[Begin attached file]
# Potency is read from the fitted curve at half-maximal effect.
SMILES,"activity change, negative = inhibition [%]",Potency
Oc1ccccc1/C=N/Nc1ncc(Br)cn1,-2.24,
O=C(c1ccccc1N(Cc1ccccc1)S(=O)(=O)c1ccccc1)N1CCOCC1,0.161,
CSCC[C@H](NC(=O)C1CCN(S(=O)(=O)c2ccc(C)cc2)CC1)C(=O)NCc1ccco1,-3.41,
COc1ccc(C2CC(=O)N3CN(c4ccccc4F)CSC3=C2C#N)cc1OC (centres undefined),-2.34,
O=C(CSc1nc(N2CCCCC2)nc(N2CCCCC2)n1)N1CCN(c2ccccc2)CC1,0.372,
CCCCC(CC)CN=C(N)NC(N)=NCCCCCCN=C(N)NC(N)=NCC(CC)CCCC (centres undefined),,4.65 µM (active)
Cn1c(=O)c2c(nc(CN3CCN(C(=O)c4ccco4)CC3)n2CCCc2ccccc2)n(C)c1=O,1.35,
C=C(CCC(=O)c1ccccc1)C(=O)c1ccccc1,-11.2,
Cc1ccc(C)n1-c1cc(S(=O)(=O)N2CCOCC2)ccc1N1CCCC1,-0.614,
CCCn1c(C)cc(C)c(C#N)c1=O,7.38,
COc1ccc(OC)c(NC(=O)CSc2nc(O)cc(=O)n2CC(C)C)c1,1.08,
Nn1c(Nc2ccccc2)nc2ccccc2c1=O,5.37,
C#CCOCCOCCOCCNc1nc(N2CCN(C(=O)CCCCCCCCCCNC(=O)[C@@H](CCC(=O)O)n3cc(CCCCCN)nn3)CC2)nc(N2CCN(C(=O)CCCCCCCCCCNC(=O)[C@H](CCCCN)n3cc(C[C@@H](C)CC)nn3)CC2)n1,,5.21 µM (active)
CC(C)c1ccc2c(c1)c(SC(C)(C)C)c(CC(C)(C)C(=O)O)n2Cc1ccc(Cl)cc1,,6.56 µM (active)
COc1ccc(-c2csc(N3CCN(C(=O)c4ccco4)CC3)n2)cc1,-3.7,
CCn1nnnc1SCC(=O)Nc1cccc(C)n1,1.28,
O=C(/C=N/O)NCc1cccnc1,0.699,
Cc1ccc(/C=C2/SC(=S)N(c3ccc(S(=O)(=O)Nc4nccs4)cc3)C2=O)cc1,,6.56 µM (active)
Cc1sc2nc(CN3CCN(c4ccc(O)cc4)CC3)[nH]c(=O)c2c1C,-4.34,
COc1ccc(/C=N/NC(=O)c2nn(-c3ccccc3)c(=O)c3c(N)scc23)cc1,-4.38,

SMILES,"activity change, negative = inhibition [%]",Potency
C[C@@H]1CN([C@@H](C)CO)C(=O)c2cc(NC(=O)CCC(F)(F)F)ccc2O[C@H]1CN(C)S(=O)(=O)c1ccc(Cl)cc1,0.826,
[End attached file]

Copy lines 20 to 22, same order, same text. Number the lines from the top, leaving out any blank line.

Cc1ccc(/C=C2/SC(=S)N(c3ccc(S(=O)(=O)Nc4nccs4)cc3)C2=O)cc1,,6.56 µM (active)
Cc1sc2nc(CN3CCN(c4ccc(O)cc4)CC3)[nH]c(=O)c2c1C,-4.34,
COc1ccc(/C=N/NC(=O)c2nn(-c3ccccc3)c(=O)c3c(N)scc23)cc1,-4.38,